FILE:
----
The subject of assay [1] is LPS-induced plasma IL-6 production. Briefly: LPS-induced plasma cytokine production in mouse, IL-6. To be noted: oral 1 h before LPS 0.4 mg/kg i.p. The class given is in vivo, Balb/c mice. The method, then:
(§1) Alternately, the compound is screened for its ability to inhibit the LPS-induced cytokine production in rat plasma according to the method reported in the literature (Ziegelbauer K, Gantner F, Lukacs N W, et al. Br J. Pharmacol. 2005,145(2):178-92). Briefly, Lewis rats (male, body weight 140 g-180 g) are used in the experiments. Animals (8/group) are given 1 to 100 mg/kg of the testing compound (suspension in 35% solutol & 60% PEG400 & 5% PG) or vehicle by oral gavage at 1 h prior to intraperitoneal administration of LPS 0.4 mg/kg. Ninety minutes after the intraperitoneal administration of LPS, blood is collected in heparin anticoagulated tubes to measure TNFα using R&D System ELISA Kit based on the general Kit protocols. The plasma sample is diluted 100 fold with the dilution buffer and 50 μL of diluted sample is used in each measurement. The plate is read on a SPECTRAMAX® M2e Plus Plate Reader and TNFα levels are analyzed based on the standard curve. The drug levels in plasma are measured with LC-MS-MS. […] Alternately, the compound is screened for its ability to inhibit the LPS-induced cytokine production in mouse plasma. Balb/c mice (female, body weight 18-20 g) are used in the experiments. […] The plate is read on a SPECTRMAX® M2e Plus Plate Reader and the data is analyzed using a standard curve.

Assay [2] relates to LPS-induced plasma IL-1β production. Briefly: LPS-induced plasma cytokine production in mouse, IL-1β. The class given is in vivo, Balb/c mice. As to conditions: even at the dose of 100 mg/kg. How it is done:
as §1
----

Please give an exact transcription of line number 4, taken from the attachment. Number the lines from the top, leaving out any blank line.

as §1